Noble Group shares enjoyed a modest rally yesterday on news that a white knight may be in the wings with financing, as the beleaguered commodity giant continues to battle a volatile share price and criticisms of poor financials.
Noble hinted that possible suitors could be at hand, in an announcement to the Singapore Exchange yesterday.
As vague as it was, the news was enough to galvanise investors, who sent the stock up 1.5 cents or 3.3 per cent higher to 47 cents yesterday. The rise came as a welcome relief after a 12 per cent drop on Thursday last week triggered a query and "trade with caution" warning from the SGX.
CMC Markets analyst Nicholas Teo said the mere mention of an interested investment or financing partner is positive for Noble's shares. "The massive sell-down last week was due to a mix of overreaction and month-end rollover, but the talk about these interested parties - even if they do not lead to any actual deal - sends the message that the company is nowhere near as messy as its free-falling share price reflects," he said.
"This is likely enough to make short-sellers rethink their position on Noble, which may see some share price recovery in at least the coming days."
- Monitoring by SGX
The SGX said in a separate announcement yesterday that it will closely monitor developments in Noble and its shares. It responded to Noble's claim that misleading information was spread to manipulate the share price: "We stand ready to take action against any market misconduct, including any suspected manipulation, and will work with the relevant authorities as appropriate."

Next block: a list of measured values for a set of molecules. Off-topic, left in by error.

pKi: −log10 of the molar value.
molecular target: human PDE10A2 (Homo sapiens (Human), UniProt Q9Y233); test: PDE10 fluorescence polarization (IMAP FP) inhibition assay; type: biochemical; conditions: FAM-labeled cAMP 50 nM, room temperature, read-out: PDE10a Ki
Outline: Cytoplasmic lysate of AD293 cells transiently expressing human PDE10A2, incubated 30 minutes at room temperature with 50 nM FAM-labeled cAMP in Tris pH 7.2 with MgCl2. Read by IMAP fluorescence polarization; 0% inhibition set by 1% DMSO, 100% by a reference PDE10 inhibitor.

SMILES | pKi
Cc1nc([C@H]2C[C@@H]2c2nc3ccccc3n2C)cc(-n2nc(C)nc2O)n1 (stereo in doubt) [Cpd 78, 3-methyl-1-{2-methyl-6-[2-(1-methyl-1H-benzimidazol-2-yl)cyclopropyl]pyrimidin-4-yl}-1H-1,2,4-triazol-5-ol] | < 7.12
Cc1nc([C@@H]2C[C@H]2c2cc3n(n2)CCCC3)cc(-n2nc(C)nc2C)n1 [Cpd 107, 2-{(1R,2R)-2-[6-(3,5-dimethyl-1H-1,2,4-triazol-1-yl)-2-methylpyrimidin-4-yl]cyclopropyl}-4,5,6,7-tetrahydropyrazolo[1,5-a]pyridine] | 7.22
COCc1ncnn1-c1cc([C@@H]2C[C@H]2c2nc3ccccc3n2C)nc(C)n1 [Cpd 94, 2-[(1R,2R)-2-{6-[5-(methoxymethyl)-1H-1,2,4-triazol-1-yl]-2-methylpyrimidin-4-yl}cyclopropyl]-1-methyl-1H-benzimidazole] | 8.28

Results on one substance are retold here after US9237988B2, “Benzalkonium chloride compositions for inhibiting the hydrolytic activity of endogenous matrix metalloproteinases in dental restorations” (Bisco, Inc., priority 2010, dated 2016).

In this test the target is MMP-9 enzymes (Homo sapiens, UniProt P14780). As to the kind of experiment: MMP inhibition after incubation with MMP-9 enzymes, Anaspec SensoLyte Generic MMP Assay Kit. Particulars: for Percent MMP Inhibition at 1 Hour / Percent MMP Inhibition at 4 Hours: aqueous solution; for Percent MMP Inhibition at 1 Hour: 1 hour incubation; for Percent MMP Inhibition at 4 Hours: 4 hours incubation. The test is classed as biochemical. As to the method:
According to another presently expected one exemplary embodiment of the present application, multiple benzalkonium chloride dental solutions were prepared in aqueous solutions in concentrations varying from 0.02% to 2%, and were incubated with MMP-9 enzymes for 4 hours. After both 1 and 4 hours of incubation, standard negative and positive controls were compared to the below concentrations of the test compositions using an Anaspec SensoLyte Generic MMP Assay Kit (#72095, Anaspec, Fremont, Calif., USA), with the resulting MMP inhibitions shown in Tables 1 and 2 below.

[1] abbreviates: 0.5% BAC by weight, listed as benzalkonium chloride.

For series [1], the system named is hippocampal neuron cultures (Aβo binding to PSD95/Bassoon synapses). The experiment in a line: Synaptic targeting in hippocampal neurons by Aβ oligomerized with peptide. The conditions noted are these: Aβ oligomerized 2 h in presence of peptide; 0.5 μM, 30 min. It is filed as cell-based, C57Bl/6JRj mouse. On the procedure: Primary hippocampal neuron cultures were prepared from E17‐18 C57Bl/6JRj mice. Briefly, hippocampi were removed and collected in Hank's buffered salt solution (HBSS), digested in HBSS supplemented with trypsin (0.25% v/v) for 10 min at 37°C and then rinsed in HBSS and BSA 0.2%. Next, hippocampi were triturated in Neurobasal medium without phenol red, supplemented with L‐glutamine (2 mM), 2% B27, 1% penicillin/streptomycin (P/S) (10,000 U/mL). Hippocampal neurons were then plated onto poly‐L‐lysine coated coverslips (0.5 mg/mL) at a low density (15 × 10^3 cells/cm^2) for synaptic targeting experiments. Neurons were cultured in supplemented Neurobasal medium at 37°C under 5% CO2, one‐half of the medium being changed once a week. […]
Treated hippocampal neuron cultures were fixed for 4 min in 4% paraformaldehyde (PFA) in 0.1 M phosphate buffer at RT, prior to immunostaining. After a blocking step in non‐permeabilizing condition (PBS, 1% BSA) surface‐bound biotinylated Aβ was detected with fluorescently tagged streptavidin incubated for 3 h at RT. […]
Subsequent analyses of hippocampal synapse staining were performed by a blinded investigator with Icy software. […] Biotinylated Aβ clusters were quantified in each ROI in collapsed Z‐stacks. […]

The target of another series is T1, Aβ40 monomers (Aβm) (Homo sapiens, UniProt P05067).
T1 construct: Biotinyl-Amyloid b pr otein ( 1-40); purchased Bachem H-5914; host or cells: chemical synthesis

In its announcement to the SGX, Noble said: "The board would like to make the market aware that management has been approached by a number of parties in terms of potential financing, and strategic and/or investment options.
"While there can be no guarantee that any transaction will occur in the near future, management and the board are committed to maximising the value of Noble for its shareholders and stakeholders.
"We will keep the market informed as appropriate."
A company spokesperson declined to reveal anything more to The Straits Times beyond the announcement's details.
Talk of a major institution coming to Noble's rescue - potentially via a takeover - has repeatedly surfaced since the company came under attack over its accounting and governance.
Some pundits have compared Noble's situation to Olam's.
The latter, also a commodity firm, warded off short-selling attacks in 2012 after a unit of Temasek Holdings acquired a controlling stake in the company.
Noble has continued to refute allegations that it is in financial trouble. It said in its SGX announcement yesterday that it will provide additional disclosures regarding the valuation of Yancoal and inventory sales, two areas that critics have focused on, amid allegations of accounting fraud.
The information will be made available on Aug 10 when Noble
announces its second-quarter results and the findings of a busi-ness model review conducted by accounting firm PwC.
The date has been brought forward by three days so that Nobel can address the allegations as soon as possible.
The company also stressed that its business performance is on track, noting that its performance for the three months to June 30 is "satisfactory" based on management accounts, with positive operating income and profits, even as net fair value gains dropped.
Said Noble: "Contrary to malicious rumours questioning our ability to fund the US$735 million (S$1 billion) bond redemption due on Aug 4, in fact the company has ample funds to do so and will still thereafter have readily available cash of well over US$1 billion."
It added that it still has around US$15 billion in bank lines.